Ms. magazine  -- more than a magazine a movement

SIGN UP FOR MS. DIGEST, JOBS, NEWS AND ALERTS

FEMINIST WIRE NEWSBRIEFS

ABOUT
SEE CURRENT ISSUE
SHOP MS. STORE
MS. IN THE CLASSROOM
FEMINIST DAILY WIRE
FEMINIST RESOURCES
PRESS
JOBS AT MS.
READ BACK ISSUES
CONTACT
RSS (XML)
 
feminist wire | daily newsbriefs

January-31-05

Study Reveals Discrimination in Contracts Granted by New York City

Last week, New York City Council members released the results of a study which determined that the city has not been granting a fair amount of contracts to women- and minority-owned businesses. The study, commissioned by the council and conducted by Mason Tillman Associates, showed that out of $18.8 billion worth of construction-related and goods and services contracts, businesses owned by white males won 71.5 percent of the city’s contracts, while such businesses comprised only 43 percent of the contractors available, the Associated Press reports.

The study showed that women-owned businesses won only 3.2 percent of the city’s contracts, though they represented 21.5 percent of available contractors. Black-owned firms won only 1.7 percent of the city’s contracts, though they represented 16.7 percent of available contractors, according to the AP. The New York Daily News reports that City Councilman Hiram Monserrate (D-Queens) said the title of the study should be “People of Color and Women: Do not Apply in New York City.”

The study examined the city’s contracting over five years, from mid-1997 to mid-2002. During this time, Rudolph Giuliani held the office of mayor of New York City, until current Mayor Michael Bloomberg took office in early 2002, reports Newsday. While mayor, Giuliani eliminated many of the advantages that had previously been afforded to women- and minority-owned businesses, including a 10 percent price preference for such contractors, the AP reports.

City Council Speaker Gifford Miller (D-Manhattan) was reported as saying in the New York Daily News that the study’s “embarrassingly unacceptable numbers” will be used to push for change. The study can be used to provide evidence of on-going discrimination, something that US Supreme Court precedents have required of state and local governments in order to justify the implementation of affirmative action in granting contracts.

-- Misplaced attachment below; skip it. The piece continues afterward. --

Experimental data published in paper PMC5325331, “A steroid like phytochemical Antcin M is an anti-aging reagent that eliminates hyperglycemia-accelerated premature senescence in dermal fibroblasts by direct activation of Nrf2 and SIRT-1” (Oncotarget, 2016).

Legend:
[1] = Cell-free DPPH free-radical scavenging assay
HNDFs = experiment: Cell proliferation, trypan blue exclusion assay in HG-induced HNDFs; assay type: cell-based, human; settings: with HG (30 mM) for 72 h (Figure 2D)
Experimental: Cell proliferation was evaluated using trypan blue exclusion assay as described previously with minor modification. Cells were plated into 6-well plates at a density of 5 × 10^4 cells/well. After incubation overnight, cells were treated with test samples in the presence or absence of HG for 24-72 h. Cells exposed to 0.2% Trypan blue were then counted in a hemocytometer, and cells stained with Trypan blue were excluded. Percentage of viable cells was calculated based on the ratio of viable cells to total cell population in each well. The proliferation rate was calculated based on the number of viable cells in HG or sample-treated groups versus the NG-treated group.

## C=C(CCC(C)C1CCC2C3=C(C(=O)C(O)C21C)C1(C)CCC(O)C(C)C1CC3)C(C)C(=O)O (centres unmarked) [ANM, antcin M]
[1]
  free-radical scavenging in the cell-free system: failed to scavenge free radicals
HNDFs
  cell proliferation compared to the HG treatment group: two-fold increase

JOIN the Feminist Majority

Media Resources: Newsday 1/26/05; New York Daily News 1/26/05; Associated Press 1/25/05


© Feminist Majority Foundation, publisher of Ms. magazine

If you liked this story, consider making a tax-deductible donation to support Ms. magazine.

 

 

Send to a Friend
Their
Your
Comments
(optional)


More Feminist News

9/18/2014 UN Ambassador Says the World Needs a "Wake-Up Call" on Ebola Crisis - Samantha Power, US Ambassador to the United Nations, says the international community needs a "wake-up call" in the case of the current Ebola outbreak crisis. "This should be a wake-up call for the international community," Power said. . . .
 
9/18/2014 The NFL Missed an Opportunity for Diversity in Forming Its Violence Against Women Advisory Board - National Football League (NFL) Commissioner Roger Goodell announced on Monday the appointment of a four-person advisory board tasked with leading the organization's reforms in the area of domestic violence and sexual assault. . . .
 
9/17/2014 Despite an Overall Decline in the Poverty Rate, the Number of Women in Poverty Hasn't Changed in a Year - Last year, almost 18 million women lived in poverty in the US - and that number hasn't improved for women, despite the overall poverty rate declining. Analysis from the National Women's Law Center (NWLC) of recently released US Census Bureau data shows that the poverty rate for women is not only virtually unchanged, but - at 14.5 percent - it's the highest in two decades. . . .